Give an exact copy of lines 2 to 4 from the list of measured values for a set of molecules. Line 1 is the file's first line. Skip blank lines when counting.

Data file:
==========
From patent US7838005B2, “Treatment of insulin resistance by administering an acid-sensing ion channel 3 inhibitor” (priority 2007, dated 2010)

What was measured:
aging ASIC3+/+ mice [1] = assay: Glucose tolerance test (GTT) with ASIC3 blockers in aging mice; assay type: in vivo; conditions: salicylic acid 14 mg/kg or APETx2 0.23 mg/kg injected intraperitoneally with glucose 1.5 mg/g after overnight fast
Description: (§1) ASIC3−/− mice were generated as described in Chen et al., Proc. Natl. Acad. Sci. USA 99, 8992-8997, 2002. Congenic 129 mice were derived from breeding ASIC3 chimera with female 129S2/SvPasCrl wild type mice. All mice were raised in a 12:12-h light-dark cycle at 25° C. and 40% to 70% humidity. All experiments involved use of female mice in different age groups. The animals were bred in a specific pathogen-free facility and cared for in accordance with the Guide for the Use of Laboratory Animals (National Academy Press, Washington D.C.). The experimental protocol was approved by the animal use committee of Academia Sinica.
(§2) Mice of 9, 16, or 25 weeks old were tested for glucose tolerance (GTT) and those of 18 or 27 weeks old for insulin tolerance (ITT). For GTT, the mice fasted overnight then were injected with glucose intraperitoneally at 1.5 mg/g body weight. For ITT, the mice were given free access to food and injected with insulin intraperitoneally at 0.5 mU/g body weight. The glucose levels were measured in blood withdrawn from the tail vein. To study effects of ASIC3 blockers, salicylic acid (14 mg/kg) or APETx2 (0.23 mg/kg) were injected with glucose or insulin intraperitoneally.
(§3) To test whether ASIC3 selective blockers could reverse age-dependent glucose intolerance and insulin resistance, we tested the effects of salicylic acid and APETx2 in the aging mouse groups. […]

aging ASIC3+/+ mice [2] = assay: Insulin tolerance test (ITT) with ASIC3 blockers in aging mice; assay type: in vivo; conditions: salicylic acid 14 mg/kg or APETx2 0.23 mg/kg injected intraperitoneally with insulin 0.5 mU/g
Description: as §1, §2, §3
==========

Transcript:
What was measured:
aging ASIC3+/+ mice [1] = assay: Glucose tolerance test (GTT) with ASIC3 blockers in aging mice; assay type: in vivo; conditions: salicylic acid 14 mg/kg or APETx2 0.23 mg/kg injected intraperitoneally with glucose 1.5 mg/g after overnight fast
Description: (§1) ASIC3−/− mice were generated as described in Chen et al., Proc. Natl. Acad. Sci. USA 99, 8992-8997, 2002. Congenic 129 mice were derived from breeding ASIC3 chimera with female 129S2/SvPasCrl wild type mice. All mice were raised in a 12:12-h light-dark cycle at 25° C. and 40% to 70% humidity. All experiments involved use of female mice in different age groups. The animals were bred in a specific pathogen-free facility and cared for in accordance with the Guide for the Use of Laboratory Animals (National Academy Press, Washington D.C.). The experimental protocol was approved by the animal use committee of Academia Sinica.